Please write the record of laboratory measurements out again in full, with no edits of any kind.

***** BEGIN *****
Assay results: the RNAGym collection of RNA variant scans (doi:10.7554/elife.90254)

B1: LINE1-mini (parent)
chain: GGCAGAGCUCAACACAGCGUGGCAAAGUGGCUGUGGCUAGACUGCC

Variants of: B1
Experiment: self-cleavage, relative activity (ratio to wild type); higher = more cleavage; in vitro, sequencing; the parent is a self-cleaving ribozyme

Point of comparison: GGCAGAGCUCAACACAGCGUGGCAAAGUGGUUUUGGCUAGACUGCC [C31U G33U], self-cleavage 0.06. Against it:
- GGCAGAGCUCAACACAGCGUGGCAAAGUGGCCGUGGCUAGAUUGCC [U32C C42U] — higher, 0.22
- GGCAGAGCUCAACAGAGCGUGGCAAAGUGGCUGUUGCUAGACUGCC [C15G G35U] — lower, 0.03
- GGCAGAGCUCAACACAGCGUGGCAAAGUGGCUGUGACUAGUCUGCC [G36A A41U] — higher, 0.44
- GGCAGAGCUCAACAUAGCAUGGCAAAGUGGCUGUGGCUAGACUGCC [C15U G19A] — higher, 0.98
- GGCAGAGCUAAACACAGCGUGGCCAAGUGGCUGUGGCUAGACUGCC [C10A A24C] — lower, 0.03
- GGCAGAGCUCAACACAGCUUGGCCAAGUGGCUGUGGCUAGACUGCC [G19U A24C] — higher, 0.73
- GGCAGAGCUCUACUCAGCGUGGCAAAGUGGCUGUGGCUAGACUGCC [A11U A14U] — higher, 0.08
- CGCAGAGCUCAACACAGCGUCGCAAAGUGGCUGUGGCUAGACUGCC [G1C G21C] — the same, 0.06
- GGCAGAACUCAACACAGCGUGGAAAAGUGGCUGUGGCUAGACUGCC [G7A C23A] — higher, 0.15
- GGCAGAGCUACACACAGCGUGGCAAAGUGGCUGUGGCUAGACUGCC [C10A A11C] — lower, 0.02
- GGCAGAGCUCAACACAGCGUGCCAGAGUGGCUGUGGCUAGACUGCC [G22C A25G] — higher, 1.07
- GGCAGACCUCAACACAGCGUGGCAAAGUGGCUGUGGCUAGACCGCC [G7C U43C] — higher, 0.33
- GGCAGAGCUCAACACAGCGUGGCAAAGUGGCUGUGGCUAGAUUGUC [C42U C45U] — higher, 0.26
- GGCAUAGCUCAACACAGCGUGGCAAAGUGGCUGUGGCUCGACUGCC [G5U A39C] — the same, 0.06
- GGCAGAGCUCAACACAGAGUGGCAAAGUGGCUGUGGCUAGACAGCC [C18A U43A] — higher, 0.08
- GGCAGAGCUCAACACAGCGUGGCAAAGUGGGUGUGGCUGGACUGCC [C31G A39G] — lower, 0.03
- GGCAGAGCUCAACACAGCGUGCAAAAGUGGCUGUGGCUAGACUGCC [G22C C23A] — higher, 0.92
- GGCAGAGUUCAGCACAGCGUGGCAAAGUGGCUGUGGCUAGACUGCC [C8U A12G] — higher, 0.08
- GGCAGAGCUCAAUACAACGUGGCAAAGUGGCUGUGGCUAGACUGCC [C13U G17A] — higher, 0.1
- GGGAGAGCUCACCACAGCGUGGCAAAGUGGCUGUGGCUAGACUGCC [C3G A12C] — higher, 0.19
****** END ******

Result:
Assay results: the RNAGym collection of RNA variant scans (doi:10.7554/elife.90254)

B1: LINE1-mini (parent)
chain: GGCAGAGCUCAACACAGCGUGGCAAAGUGGCUGUGGCUAGACUGCC

Variants of: B1
Experiment: self-cleavage, relative activity (ratio to wild type); higher = more cleavage; in vitro, sequencing; the parent is a self-cleaving ribozyme

Point of comparison: GGCAGAGCUCAACACAGCGUGGCAAAGUGGUUUUGGCUAGACUGCC [C31U G33U], self-cleavage 0.06. Against it:
- GGCAGAGCUCAACACAGCGUGGCAAAGUGGCCGUGGCUAGAUUGCC [U32C C42U] — higher, 0.22
- GGCAGAGCUCAACAGAGCGUGGCAAAGUGGCUGUUGCUAGACUGCC [C15G G35U] — lower, 0.03
- GGCAGAGCUCAACACAGCGUGGCAAAGUGGCUGUGACUAGUCUGCC [G36A A41U] — higher, 0.44
- GGCAGAGCUCAACAUAGCAUGGCAAAGUGGCUGUGGCUAGACUGCC [C15U G19A] — higher, 0.98
- GGCAGAGCUAAACACAGCGUGGCCAAGUGGCUGUGGCUAGACUGCC [C10A A24C] — lower, 0.03
- GGCAGAGCUCAACACAGCUUGGCCAAGUGGCUGUGGCUAGACUGCC [G19U A24C] — higher, 0.73
- GGCAGAGCUCUACUCAGCGUGGCAAAGUGGCUGUGGCUAGACUGCC [A11U A14U] — higher, 0.08
- CGCAGAGCUCAACACAGCGUCGCAAAGUGGCUGUGGCUAGACUGCC [G1C G21C] — the same, 0.06
- GGCAGAACUCAACACAGCGUGGAAAAGUGGCUGUGGCUAGACUGCC [G7A C23A] — higher, 0.15
- GGCAGAGCUACACACAGCGUGGCAAAGUGGCUGUGGCUAGACUGCC [C10A A11C] — lower, 0.02
- GGCAGAGCUCAACACAGCGUGCCAGAGUGGCUGUGGCUAGACUGCC [G22C A25G] — higher, 1.07
- GGCAGACCUCAACACAGCGUGGCAAAGUGGCUGUGGCUAGACCGCC [G7C U43C] — higher, 0.33
- GGCAGAGCUCAACACAGCGUGGCAAAGUGGCUGUGGCUAGAUUGUC [C42U C45U] — higher, 0.26
- GGCAUAGCUCAACACAGCGUGGCAAAGUGGCUGUGGCUCGACUGCC [G5U A39C] — the same, 0.06
- GGCAGAGCUCAACACAGAGUGGCAAAGUGGCUGUGGCUAGACAGCC [C18A U43A] — higher, 0.08
- GGCAGAGCUCAACACAGCGUGGCAAAGUGGGUGUGGCUGGACUGCC [C31G A39G] — lower, 0.03
- GGCAGAGCUCAACACAGCGUGCAAAAGUGGCUGUGGCUAGACUGCC [G22C C23A] — higher, 0.92
- GGCAGAGUUCAGCACAGCGUGGCAAAGUGGCUGUGGCUAGACUGCC [C8U A12G] — higher, 0.08
- GGCAGAGCUCAAUACAACGUGGCAAAGUGGCUGUGGCUAGACUGCC [C13U G17A] — higher, 0.1
- GGGAGAGCUCACCACAGCGUGGCAAAGUGGCUGUGGCUAGACUGCC [C3G A12C] — higher, 0.19